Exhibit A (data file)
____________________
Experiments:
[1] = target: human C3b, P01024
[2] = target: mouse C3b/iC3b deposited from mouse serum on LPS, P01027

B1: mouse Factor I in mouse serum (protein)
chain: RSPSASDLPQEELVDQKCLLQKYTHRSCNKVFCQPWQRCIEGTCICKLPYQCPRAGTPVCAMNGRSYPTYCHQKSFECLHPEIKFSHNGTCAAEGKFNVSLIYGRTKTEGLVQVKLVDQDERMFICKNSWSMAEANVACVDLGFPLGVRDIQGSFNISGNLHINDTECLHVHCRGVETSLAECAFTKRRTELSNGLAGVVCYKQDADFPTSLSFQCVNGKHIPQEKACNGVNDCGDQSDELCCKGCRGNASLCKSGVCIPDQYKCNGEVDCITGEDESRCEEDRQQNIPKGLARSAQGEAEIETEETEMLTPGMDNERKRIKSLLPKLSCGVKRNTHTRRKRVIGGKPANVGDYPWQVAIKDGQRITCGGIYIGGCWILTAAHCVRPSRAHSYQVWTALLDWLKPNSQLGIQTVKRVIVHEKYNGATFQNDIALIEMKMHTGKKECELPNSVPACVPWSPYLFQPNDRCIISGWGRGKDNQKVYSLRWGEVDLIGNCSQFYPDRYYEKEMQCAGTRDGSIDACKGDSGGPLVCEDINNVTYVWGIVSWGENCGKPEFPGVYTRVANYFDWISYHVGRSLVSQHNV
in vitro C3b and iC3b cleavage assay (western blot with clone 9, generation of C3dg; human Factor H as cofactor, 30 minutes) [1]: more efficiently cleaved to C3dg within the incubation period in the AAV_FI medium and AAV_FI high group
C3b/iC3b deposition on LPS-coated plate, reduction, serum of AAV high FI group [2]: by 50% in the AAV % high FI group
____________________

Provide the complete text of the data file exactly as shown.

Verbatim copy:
Experiments:
[1] = target: human C3b, P01024
[2] = target: mouse C3b/iC3b deposited from mouse serum on LPS, P01027

B1: mouse Factor I in mouse serum (protein)
chain: RSPSASDLPQEELVDQKCLLQKYTHRSCNKVFCQPWQRCIEGTCICKLPYQCPRAGTPVCAMNGRSYPTYCHQKSFECLHPEIKFSHNGTCAAEGKFNVSLIYGRTKTEGLVQVKLVDQDERMFICKNSWSMAEANVACVDLGFPLGVRDIQGSFNISGNLHINDTECLHVHCRGVETSLAECAFTKRRTELSNGLAGVVCYKQDADFPTSLSFQCVNGKHIPQEKACNGVNDCGDQSDELCCKGCRGNASLCKSGVCIPDQYKCNGEVDCITGEDESRCEEDRQQNIPKGLARSAQGEAEIETEETEMLTPGMDNERKRIKSLLPKLSCGVKRNTHTRRKRVIGGKPANVGDYPWQVAIKDGQRITCGGIYIGGCWILTAAHCVRPSRAHSYQVWTALLDWLKPNSQLGIQTVKRVIVHEKYNGATFQNDIALIEMKMHTGKKECELPNSVPACVPWSPYLFQPNDRCIISGWGRGKDNQKVYSLRWGEVDLIGNCSQFYPDRYYEKEMQCAGTRDGSIDACKGDSGGPLVCEDINNVTYVWGIVSWGENCGKPEFPGVYTRVANYFDWISYHVGRSLVSQHNV
in vitro C3b and iC3b cleavage assay (western blot with clone 9, generation of C3dg; human Factor H as cofactor, 30 minutes) [1]: more efficiently cleaved to C3dg within the incubation period in the AAV_FI medium and AAV_FI high group
C3b/iC3b deposition on LPS-coated plate, reduction, serum of AAV high FI group [2]: by 50% in the AAV % high FI group